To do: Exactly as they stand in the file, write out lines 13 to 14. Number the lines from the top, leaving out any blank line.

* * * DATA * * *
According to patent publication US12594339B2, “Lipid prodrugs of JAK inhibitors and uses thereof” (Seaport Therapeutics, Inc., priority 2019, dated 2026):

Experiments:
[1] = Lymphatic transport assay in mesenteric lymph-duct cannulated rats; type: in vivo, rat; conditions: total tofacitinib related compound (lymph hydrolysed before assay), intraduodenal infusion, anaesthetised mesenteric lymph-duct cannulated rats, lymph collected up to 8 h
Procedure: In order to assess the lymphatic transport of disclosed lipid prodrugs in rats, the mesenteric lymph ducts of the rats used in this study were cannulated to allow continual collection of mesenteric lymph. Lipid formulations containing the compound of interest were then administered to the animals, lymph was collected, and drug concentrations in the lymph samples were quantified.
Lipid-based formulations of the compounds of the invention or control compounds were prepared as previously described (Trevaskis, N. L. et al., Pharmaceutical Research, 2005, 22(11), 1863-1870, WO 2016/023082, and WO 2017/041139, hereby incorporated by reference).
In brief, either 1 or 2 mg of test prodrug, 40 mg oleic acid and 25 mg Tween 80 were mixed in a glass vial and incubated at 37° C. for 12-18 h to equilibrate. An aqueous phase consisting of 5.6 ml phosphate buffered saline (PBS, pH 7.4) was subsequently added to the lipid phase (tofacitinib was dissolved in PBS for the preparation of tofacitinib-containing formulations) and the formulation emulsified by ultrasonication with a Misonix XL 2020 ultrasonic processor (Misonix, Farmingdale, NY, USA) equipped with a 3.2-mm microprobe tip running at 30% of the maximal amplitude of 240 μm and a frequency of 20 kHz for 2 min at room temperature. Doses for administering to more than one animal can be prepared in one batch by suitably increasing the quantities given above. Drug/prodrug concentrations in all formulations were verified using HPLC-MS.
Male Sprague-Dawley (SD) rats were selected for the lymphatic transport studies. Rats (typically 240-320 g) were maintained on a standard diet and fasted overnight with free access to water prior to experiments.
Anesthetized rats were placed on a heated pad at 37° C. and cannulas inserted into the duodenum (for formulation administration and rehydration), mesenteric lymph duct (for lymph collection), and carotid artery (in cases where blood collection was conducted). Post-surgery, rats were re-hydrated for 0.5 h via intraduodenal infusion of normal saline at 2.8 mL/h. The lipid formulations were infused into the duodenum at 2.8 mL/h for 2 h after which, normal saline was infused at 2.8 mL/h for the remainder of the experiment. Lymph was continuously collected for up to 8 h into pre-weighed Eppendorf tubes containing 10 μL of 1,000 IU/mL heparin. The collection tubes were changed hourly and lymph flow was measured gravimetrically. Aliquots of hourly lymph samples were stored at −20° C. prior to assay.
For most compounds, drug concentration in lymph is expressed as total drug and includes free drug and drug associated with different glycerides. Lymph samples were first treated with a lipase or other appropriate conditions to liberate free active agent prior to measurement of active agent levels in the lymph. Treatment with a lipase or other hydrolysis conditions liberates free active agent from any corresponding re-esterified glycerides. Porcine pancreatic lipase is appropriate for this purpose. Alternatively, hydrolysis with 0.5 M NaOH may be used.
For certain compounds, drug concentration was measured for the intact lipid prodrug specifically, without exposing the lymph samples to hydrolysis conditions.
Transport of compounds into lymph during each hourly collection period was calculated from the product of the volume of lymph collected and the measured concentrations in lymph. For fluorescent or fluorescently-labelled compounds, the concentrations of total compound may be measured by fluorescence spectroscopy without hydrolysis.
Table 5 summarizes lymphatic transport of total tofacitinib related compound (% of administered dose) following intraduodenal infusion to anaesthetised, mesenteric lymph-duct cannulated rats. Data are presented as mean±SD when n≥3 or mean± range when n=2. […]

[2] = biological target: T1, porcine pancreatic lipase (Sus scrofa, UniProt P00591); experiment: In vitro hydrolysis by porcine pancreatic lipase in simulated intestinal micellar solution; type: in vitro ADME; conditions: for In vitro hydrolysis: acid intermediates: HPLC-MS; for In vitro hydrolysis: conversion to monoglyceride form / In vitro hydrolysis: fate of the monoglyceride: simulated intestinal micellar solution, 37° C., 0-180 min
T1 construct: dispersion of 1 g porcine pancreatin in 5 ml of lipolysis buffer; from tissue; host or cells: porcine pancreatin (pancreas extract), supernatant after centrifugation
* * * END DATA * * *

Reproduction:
[2] = biological target: T1, porcine pancreatic lipase (Sus scrofa, UniProt P00591); experiment: In vitro hydrolysis by porcine pancreatic lipase in simulated intestinal micellar solution; type: in vitro ADME; conditions: for In vitro hydrolysis: acid intermediates: HPLC-MS; for In vitro hydrolysis: conversion to monoglyceride form / In vitro hydrolysis: fate of the monoglyceride: simulated intestinal micellar solution, 37° C., 0-180 min
T1 construct: dispersion of 1 g porcine pancreatin in 5 ml of lipolysis buffer; from tissue; host or cells: porcine pancreatin (pancreas extract), supernatant after centrifugation